1988 44.8% 11,509 54.1% 13,892 1.1% 282
1984 48.4% 13,709 51.3% 14,525 0.4% 110
1980 47.8% 12,955 46.9% 12,718 5.3% 1,431
1976 46.1% 13,378 52.3% 15,179 1.7% 493
1972 61.6% 17,557 36.8% 10,490 1.6% 451
1968 46.6% 14,132 45.9% 13,921 7.6% 2,300
1964 33.4% 10,618 66.4% 21,098 0.2% 74
1960 57.2% 19,883 42.6% 14,799 0.2% 63
1956 61.2% 20,055 38.7% 12,671 0.1% 34
1952 55.9% 16,955 43.6% 13,221 0.5% 153
1948 53.5% 11,712 45.2% 9,900 1.4% 300
1944 56.9% 13,656 42.5% 10,202 0.5% 126
1940 54.3% 14,524 45.4% 12,144 0.3% 82
1936 46.7% 14,198 52.4% 15,955 0.9% 281
1932 52.1% 10,884 44.2% 9,230 3.7% 776
1928 77.9% 17,625 21.3% 4,824 0.8% 187
1924 64.2% 11,192 16.8% 2,931 19.0% 3,316
1920 69.2% 8,995 25.1% 3,262 5.7% 735
1916 58.5% 6,024 34.9% 3,590 6.6% 682
1912 18.9% 1,904 30.1% 3,027 51.0% 5,139
1908 59.7% 6,110 31.4% 3,212 9.0% 917
1904 67.9% 5,798 26.6% 2,270 5.5% 466
1900 63.6% 6,443 33.9% 3,438 2.5% 252
1896 61.1% 6,325 37.0% 3,825 1.9% 199
1892 55.6% 4,709 41.5% 3,512 2.9% 249
1888 55.9% 5,030 41.8% 3,763 2.3% 207

Voter registrationEdit

As of November 7, 2017 there were 41,070 registered voters in the county. The Republican Party accounts for a majority of the voters. There were 21,772 registered Republicans, 14,742 registered Democrats, 4,259 voters registered to other parties, 259 to the Libertarian Party and 38 voters registered to the Green Party.[17]

Chart of Voter Registration

  Republican (53.01%)
  Democratic (35.89%)
  NPA/Other Parties (10.37%)
  Libertarian (0.63%)
  Green (0.09%)
Voter registration and party enrollment
Party Number of voters Percentage
Republican 21,772 53.01
Democratic 14,742 35.89
Others 4,259 10.37
Libertarian 259 0.63
Green

38

0.09
Total 41,070 100%

County governmentEdit

County Commissioners:

  • Donald Myers (Republican), Chairman
  • Jason Renshaw (Republican), Vice-Chairman
  • Pat Fabian (Democrat), Secretary

District Attorney:

  • Katie Charlton (Republican)

Sheriff:

  • Bill Rupert (Democrat)

Coroner:

  • Brian Myers (Republican)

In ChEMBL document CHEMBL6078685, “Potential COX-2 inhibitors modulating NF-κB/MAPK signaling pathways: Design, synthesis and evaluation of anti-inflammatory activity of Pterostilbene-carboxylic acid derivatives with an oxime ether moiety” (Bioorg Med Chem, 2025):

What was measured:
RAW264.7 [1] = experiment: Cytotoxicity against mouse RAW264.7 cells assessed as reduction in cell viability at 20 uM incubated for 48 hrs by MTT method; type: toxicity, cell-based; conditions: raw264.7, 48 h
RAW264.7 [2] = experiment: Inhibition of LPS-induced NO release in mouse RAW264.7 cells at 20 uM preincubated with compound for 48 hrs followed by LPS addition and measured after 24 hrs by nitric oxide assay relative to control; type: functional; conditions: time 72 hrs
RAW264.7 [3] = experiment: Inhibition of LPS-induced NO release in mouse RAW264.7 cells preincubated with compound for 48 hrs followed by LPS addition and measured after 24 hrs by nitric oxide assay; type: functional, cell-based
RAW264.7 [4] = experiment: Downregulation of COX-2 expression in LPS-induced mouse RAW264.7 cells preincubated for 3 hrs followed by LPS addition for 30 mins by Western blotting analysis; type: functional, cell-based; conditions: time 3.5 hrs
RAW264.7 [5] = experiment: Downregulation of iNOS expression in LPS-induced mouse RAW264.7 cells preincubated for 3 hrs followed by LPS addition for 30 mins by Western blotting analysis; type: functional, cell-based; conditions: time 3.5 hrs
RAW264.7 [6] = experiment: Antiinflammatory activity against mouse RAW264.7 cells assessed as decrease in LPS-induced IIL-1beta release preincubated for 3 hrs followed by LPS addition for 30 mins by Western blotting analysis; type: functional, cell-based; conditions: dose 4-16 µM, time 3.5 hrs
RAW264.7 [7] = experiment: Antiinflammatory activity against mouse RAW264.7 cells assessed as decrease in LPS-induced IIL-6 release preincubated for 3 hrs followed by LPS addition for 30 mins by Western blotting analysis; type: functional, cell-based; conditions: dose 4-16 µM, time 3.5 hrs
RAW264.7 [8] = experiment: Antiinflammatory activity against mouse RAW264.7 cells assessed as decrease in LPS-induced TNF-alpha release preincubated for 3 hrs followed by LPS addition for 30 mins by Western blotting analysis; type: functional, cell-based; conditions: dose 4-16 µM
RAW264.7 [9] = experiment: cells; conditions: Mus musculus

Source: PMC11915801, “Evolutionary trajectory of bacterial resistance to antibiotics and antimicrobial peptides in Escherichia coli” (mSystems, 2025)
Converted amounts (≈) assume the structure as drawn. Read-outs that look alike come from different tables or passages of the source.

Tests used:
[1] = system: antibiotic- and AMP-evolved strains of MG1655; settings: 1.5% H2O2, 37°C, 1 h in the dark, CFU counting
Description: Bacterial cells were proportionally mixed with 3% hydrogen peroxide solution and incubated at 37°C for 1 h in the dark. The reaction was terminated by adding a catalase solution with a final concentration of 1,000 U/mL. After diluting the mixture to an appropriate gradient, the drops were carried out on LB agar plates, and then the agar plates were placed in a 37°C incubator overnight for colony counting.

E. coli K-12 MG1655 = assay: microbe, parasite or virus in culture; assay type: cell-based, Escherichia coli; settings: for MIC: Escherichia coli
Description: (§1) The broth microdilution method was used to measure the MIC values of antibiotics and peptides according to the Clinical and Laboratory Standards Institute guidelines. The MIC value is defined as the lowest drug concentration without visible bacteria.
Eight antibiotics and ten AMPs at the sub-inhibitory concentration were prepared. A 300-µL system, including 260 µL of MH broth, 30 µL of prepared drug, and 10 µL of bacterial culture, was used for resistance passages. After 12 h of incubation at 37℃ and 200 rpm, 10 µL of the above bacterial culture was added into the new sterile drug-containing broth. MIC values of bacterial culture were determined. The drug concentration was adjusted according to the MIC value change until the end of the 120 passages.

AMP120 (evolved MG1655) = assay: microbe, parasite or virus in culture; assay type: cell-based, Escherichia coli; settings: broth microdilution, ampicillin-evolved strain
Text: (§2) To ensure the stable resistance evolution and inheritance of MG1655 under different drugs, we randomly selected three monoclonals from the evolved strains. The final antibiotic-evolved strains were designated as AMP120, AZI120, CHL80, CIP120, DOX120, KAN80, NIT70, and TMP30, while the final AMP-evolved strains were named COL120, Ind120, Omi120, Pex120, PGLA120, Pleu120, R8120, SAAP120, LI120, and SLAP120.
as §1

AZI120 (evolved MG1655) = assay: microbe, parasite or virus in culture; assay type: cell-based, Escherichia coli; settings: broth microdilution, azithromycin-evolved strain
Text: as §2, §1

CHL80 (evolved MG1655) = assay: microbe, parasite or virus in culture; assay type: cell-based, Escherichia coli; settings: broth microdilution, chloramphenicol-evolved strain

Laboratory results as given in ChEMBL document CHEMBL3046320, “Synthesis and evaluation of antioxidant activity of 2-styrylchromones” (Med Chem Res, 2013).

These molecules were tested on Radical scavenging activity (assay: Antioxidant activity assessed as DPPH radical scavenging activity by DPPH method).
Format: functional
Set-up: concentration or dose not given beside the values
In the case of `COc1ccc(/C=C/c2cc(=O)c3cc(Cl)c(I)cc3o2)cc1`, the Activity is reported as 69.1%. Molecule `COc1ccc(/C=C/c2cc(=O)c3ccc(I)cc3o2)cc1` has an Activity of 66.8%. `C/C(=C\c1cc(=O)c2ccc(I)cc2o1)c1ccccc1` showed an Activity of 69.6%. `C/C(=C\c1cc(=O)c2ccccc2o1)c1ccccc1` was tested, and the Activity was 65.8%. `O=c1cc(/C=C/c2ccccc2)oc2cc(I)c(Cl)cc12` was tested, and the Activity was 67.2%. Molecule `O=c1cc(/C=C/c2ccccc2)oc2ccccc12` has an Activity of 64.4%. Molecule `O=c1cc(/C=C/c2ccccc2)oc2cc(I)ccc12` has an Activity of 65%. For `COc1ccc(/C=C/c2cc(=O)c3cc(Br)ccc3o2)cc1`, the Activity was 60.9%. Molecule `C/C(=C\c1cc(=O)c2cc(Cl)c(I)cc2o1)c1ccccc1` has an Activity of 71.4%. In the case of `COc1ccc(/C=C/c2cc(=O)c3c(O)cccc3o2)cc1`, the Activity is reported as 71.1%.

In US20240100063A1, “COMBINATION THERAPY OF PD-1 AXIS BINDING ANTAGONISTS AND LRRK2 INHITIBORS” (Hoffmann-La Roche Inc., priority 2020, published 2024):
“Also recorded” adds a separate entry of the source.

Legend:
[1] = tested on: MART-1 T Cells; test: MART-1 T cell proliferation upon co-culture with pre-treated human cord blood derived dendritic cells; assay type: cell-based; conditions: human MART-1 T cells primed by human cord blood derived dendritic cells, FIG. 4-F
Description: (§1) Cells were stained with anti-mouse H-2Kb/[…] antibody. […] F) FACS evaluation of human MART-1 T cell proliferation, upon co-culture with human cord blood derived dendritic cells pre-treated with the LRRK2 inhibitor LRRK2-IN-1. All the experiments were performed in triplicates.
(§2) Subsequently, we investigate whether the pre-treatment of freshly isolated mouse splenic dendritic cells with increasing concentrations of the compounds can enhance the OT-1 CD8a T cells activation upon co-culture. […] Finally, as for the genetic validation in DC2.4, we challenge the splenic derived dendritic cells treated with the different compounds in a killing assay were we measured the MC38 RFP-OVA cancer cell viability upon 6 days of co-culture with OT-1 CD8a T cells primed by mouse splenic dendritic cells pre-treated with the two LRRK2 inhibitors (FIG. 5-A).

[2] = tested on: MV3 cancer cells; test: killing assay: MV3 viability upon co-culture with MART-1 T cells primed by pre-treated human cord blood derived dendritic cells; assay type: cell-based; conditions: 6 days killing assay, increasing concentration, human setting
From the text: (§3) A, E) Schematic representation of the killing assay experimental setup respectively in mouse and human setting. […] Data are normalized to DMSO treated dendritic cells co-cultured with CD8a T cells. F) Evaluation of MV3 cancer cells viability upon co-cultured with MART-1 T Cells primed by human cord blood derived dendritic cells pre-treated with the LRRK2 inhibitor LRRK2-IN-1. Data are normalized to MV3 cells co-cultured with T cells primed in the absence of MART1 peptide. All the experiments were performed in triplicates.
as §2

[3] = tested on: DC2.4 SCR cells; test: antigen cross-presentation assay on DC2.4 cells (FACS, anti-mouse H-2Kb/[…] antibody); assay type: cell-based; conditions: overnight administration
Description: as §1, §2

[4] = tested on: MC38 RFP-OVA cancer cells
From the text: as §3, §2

Controller:

  • Myra "Tammy" Miller (Republican)

Treasurer:

  • Amanda Hiles (Republican)

Register of Wills and Recorder of Deeds:

  • Marianne Hileman (Republican)

Prothonotary and Clerk of Courts:

  • Brenda C. George (Republican)

Judges:

  • Kenneth G. Valasek, Senior Judge (Democrat)
  • James Panchik, President Judge (Democrat)
  • Joseph A. Nickleach Sr. Senior Judge (Democrat)
  • Chase McClister, Judge (Democrat)

State SenateEdit

State House Of RepresentativesEdit

United States House of RepresentativesEdit

EducationEdit

 
Map of Armstrong County, Pennsylvania Public School Districts

Colleges and universitiesEdit

Public school districtsEdit

The 498 school districts of Pennsylvania, that have high schools, were ranked for student academic achievement as demonstrated by four years of writing, science math and reading PSSA results by the Pittsburgh Business Times in 2010.

Technology schoolEdit

  • Lenape Technical School - Ford City

Private schoolsEdit

As reported by the Pennsylvania Department of Education - EdNA. April 2012.

  • Adelphoi Village Miller Home - Apollo
  • Divine Redeemer School - Ford City
  • Dry Knob Amish School - Smicksburg
  • Evangelical Lutheran School - Worthington
  • Grace Christian School - Kittanning
  • Meadow View School - Dayton
  • Model Education Program - Kittanning
  • New Bethlehem Wesleyan Methodist School - New Bethlehem
  • Orchard Hills Christian Academy - Apollo
  • Owl Hollow Amish School - Smicksburg
  • Shady Lane Amish School - Smicksburg
  • Shady Run Amish School - Smicksburg
  • Stony Acres Amish School - Smicksburg
  • Stony Flat Amish School - Smicksburg
  • United Cerebral Palsy Of Western Pennsylvania - Spring Church
  • Whippoorwill School - Smicksburg
  • Worthington Baptist Christian School - Worthington

LibrariesEdit

There are six public libraries in Armstrong County:[18][19]

  • Apollo Memorial Library - Apollo, PA
  • Ford City Public Library - Ford City, PA
  • Freeport Area Library - Freeport, PA
  • Kittanning Public Library - Kittanning, PA
  • Leechburg Public Library - Leechburg, PA